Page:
The oral lesions associated with feline gingivostomatitis are often mistaken for an oral infection; however, gingivostomatitis is not an infection but rather an inflammation. The inflammatory lesions associated with feline gingivostomatitis are thought to be the result of a highly reactive immune system. The specific antigen that the immune system is reacting to is not easily identified and is often unknown. The fact that most of these lesions will resolve when the teeth are removed suggests the involvement of an antigen that is intimately associated with the teeth (i.e. bacteria). However, because not all inflammation resolves when the teeth are removed, it must be conceded that multiple antigens may be involved. Other antigens that may have a role in triggering the oral inflammation associated with feline gingivostomatitis include viral, food, or environmental antigens. Autoimmunity may also be a component of the disease.
Differential diagnoses for oral inflammation in a cat include feline gingivostomatitis, periodontal disease, inflammation secondary to feline odontoclastic resorptive lesions (FORLs), certain viral diseases (infection with feline herpesvirus or feline calicivirus) that can cause oral inflammation and ulceration, eosinophilic granuloma, oral ulceration secondary to uremia, and neoplasia. A complete patient evaluation is paramount to making a correct diagnosis and embarking down a specific treatment path.
To begin this evaluation, perform a physical examination, a complete blood count and serum chemistry profile, and serologic testing for feline leukemia virus and feline immunodeficiency virus infections. Perform additional testing and imaging as indicated. The results of these tests in cats with feline gingivostomatitis are usually unremarkable except for oral lesions, mandibular lymphadenopathy, and hyperglobulinemia.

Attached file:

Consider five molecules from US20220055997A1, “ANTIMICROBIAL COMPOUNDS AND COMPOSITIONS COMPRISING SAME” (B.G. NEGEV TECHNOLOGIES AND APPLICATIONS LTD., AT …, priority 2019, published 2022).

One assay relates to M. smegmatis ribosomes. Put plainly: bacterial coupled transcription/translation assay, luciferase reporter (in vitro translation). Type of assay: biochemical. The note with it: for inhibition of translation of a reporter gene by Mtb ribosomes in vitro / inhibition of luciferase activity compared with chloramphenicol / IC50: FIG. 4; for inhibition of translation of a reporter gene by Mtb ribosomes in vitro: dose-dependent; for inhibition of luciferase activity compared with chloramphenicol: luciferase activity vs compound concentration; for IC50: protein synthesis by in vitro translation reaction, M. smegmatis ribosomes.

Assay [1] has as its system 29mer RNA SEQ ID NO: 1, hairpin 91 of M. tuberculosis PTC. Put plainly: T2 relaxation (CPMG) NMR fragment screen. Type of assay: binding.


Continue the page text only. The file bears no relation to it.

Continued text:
Histologic examination results in cats with feline gingivostomatitis show plasmacytic stomatitis or lymphocytic-plasmacytic stomatitis. There may be concurrent neutrophilic inflammation or even a superficial bacterial component, but the predominant population of cells will be plasmacytes and lymphocytes.
In rare cases, simply maintaining excellent oral hygiene will keep this condition under control. A home-care program may include daily tooth brushing and chlorhexidine (topical) application and long-term or long-term intermittent (pulse) antibiotic therapy. Antibiotics whose spectrum of activity includes gram-negative anaerobic bacteria are good empirical choices. Antibiotic therapy often produces favorable results initially; however, the benefits of antibiotic therapy seem to diminish over time. The Catch-22 of feline gingivostomatitis is that the cats that have had sore mouths for a long time are usually the poorest candidates to cooperate with a home-care regimen. When home care alone is not working or not possible, consider medical or surgical treatment.